Kumar Krishan Katyal who passed away last week at a Delhi hospital after a brief ailment was a gentleman journalist. He had the knack of asking tough questions without raising his voice and being rude to an interviewee unlike most of the television journalists these days. Perhaps it was because he believed that a journalist is not supposed to be a showman but has to be an objective researcher in search of the right information.
He used to be upset with the growing commercialisation of media in general and the electronic media in particular which is becoming more and more histrionic in the race for ratings. Once at during our luncheon meeting at the India International Centre (IIC) I asked him about the television jingoism — whether it really represents the feelings of the people? His view was that it does not represent the people’s aspirations for the peace between India and Pakistan.
He was an ardent supporter of peace between India and Pakistan. And was of the view that the South Asia Association for Regional Cooperation should be developed into a more meaningful alliance. The countries of the region, he believed have much in common and their destiny to progress is together and not working against each other.
In his book Journey to Amity: India and Musharraf’s Pakistan, he traced closely the ups and downs of the relations between the two countries. Particularly, he dealt with the two sides of Musharraf: one when he launched the Kargil adventure which brought the two countries at the brink of a full-scale war; and the other when he presented unexpectedly an out-of-the-box solution for the long standing bitter issue of Kashmir.
Although Katyal’s family had to migrate from West Punjab after the bloodied partition of the sub-continent, he was never bitter. On the contrary he always talked about the people of Pakistan with love and affection. He used to get nostalgic about Jhang, the town he was born in and received his school education.
He used to proudly tell us that he went to the same school in Jhang as Dr. Abdul Salam, the Nobel laureate. He also fondly remembered his early college days in Lahore, the city which cannot be taken out from the hearts of all the Punjabis from both sides of the divide in spite of its bloodied past.
It was with strong conviction, he led the South Asia Free Media Association SAFMA as a president, in building a bridge between the journalists of this region. SAFMA did great service in increasing interaction between the journalists of the region in general and Pakistan and India in particular. In my experience I have seen that the journalists who participated in the India-Pakistan SAFMA meetings understand each other better and do not indulge in jingoism. At least this is true regarding most of the journalists who visited each other’s country frequently.
I first met Katyal courtesy the meeting of my wife Najma Babar and Anita Katyal, Mr. Katyal’s daughter. Both had gone as journalists to Manila to attend a workshop on women rights issues in 1984. They had something in common, Najma’s parents originally belonged to Delhi and migrated to Karachi after the partition, Anita’s parents belonged to West Punjab and settled in Delhi. Officially they came from countries which have hostile relations and where poisonous propaganda against each other is trumpeted everyday but at a people to people level there is no animosity. Both the girls decided to share the room to the surprise of some other Asian delegates and became good friends. So when Mr. Katyal who was working for The Hindu was coming to Pakistan for an official assignment in 1985 he met us and thereafter became a very close friend of the family. I was working for Dawn in those days and was glad to help him in fixing a few appointments with the politicians. He later appointed me as the stringer for The Hindu and Frontline magazine. He worked for The Hindu for 28 years and retired as its Consulting Editor in 2004.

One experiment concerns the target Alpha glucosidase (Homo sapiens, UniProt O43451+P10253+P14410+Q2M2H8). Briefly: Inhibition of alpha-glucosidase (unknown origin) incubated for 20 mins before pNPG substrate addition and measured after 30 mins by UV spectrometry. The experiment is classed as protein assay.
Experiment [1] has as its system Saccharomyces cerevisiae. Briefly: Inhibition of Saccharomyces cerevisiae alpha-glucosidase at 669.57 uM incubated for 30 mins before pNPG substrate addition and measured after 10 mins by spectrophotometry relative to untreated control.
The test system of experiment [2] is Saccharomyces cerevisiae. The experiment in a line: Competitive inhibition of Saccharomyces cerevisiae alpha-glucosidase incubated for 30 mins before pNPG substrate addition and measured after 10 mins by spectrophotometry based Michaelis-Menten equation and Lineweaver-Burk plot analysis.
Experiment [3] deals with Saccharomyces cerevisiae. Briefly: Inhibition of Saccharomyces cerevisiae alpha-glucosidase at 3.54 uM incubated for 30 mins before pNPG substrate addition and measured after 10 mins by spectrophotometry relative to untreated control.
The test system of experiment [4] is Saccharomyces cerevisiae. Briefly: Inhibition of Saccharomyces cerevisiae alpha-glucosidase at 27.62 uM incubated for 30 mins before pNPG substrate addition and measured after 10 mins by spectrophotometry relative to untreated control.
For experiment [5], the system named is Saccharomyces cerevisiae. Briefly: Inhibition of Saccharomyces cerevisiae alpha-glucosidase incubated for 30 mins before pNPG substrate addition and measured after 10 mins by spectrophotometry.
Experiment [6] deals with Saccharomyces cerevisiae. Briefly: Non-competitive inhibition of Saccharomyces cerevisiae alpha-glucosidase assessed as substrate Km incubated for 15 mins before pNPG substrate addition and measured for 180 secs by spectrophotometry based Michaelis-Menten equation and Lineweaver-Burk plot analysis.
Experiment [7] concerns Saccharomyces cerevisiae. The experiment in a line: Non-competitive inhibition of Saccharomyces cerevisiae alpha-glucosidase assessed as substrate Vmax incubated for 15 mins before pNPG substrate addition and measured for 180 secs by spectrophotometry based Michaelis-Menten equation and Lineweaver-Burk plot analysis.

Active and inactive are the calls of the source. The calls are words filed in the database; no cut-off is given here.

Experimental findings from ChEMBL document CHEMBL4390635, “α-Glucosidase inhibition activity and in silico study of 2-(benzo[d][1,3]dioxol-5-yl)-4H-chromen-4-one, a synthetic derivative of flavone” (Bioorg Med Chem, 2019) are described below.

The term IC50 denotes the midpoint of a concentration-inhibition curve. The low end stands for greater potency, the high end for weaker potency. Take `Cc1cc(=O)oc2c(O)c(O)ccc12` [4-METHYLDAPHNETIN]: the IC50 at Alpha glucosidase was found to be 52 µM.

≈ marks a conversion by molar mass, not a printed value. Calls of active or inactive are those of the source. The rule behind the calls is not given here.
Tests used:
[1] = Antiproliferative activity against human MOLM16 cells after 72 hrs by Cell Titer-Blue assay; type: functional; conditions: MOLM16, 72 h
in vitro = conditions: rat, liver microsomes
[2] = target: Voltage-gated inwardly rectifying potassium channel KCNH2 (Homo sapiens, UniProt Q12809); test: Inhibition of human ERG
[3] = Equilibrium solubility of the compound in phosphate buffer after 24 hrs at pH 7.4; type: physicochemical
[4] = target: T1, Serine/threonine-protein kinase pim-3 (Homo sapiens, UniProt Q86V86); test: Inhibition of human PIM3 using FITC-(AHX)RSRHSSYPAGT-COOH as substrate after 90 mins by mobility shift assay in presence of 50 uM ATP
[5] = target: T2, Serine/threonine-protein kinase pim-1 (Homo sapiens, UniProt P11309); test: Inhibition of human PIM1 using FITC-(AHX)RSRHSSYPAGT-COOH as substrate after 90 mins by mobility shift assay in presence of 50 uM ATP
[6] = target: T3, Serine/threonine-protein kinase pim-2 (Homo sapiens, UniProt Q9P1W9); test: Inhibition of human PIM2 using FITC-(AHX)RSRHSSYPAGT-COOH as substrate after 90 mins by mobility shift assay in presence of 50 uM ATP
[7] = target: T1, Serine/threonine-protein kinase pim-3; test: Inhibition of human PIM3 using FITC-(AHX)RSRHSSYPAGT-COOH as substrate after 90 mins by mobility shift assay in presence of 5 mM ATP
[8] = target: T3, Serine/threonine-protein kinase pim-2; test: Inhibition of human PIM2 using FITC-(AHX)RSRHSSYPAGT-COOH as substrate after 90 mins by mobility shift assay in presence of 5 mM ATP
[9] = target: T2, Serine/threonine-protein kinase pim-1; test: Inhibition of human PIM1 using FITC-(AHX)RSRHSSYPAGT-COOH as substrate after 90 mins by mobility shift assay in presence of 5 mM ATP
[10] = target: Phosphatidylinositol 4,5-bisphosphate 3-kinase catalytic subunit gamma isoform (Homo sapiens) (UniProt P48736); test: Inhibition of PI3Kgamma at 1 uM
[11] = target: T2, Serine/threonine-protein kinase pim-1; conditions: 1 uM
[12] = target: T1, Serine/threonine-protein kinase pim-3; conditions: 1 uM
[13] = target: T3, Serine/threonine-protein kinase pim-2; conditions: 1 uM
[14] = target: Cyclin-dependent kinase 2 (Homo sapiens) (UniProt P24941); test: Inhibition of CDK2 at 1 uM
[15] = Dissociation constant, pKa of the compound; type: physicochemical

As a family man I found him a very understanding father to his daughters and a loving husband. The fact that his daughters Anita and Sugita lovingly called Bala, both adopted their father’s profession of journalism speaks of their admiration of him. Otherwise many journalist’s children stay away from this profession which demands total commitment and low remuneration. His wife Darshan whose family had migrated from Lahore at the time of partition is a strict vegetarian. Mr. Katyal respected her belief at home but had a meat dish with me at IIC while I indulged in vegetarian thali to enjoy Indian vegetable cuisine.
My first phone call on reaching India used to be to Mr. Katyal and would meet him many times during my stay in Delhi. Now I will miss that, I may call Anita and meet the family. I’m not the only one in Pakistan who was grieved by his death, there are many among the journalists and even the politicians he met who share the same feeling. In our last meeting in August 2015 he said while parting ‘jaldi jaldi aya karien’, sorry Sir I couldn’t do that!
The writer can be reached at firstname.lastname@example.org